When we (Rookie and Mark) sit down and go into one of those self-reflective modes, we often talk about things we wish we knew and so we figured it’d be a good idea to share some of those things. Hopefully maybe one person learns from our failings 🙂 So, without further ado, this is the first post in the series of “Things I wish I Knew”.
One thing, I (Mark) personally wish I knew about was imposter syndrome, which according to Wikipedia is:
a psychological pattern in which one doubts one’s accomplishments and has a persistent internalized fear of being exposed as a “fraud”
From exams in school to sports competitions, each house move, big “stretch” projects, every new role and becoming a parent, I’ve always had the feeling that I’m not good enough. This typically results in me striving to prove myself constantly, which typically works out well but when it doesn’t, it causes:
- me to burnout
- colleagues or friends to become frustrated as I may not be giving them enough space to grow and develop
You will find many examples with a simple search on the Internet:
- Impostor Syndrome leaves most tech workers feeling like a fake
- How often do those in InfoSec feel Imposter Syndrome (Twitter Poll)
- Impostor syndrome, burnout and the challenges of a career in security
- Imposter syndrome a real roadblock for cybersecurity
So why talk about this subject now?
On a series of recent 1-1s with more junior Rioters, I realised that being open about having “imposter syndrome” was incredibly beneficial. I have always tried to ensure that I have transparent and honest relationships with my reports, and knew many have imposter syndrome to varying degrees, however, Covid has emphasised how important it is to share my own vulnerabilities. For example, I was recently told that given I lead Security @ Riot, have a family and own a house in LA, I obviously have “my shit together”, lol :p After I picked myself up off the floor, I indicated that that wasn’t true and I explained some examples where I experienced “imposter syndrome” such as:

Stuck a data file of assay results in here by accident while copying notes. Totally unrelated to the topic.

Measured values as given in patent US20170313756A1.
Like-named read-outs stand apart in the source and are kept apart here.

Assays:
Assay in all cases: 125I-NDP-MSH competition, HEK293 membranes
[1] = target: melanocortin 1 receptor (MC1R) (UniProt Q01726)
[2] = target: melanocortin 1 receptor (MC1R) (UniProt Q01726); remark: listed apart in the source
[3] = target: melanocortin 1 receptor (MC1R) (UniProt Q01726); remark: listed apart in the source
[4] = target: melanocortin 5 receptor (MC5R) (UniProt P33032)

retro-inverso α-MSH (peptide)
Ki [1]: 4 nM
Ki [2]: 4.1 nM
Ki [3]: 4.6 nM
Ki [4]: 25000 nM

- every day when I was sitting in my class in university surrounded by many people who were considerably smarter
- asking my (now-) wife out
- becoming a manager
- actually every job move or promotion putting me out of my comfort zone
- it took me 12 years to get my first pure InfoSec role (<3 Rito)
- I often thought I wasn’t “l33t” enough or didn’t have a sufficient “offensive” skillset
- moving to the US (fairly terrifying and took a long time to adjust)
- buying a house
- and right now, I feel I work with people much smarter than me or when I’m collaborating with folk well outside of my SME (which to be honest, as a security person, can be quite a lot given how broad our problem space is).
As soon as I empathised and explained to my colleague that he/she was not alone in these feelings, there has nearly always been visible relief and relaxation. It’s important to realise and communicate that “most of us, if not all, feel imposter syndrome regularly”, without that feeling, it’s much harder to develop and grow.
Now, back to the 1-1, it’s obviously very important not to leave it there but to reassure:
- share your own vulnerabilities and worries
- point out strengths (but not just faint praise, as this will come across as disingenuous) and
- come together on a plan (e.g. challenging projects based on strengths but still challenging enough for growth, stuff to benefit mental health and self-confidence) going forward to support.
As a leader, this was just another lesson for me in being transparent, truthful about my own shortcomings or concerns, and being honest but kind in my advice.
There are many people more talented with greater achievements than me in InfoSec, and one thing that’s very common from my experience is imposter syndrome.Having it is probably healthy as it is typically correlated with humility, of which we need more of, however, too much of it prevents us from truly achieving what we can. Most importantly though, imposter syndrome frequently stops us from asking for help, which ultimately prevents growth.
As a community/industry, we often discuss how we can make InfoSec more welcoming, one way is by being open on how we have been or still are affected by imposter syndrome, and where possible, share our failings like my good friend Adam recently did. So yeah, if you’ve got imposter syndrome, you’re not alone.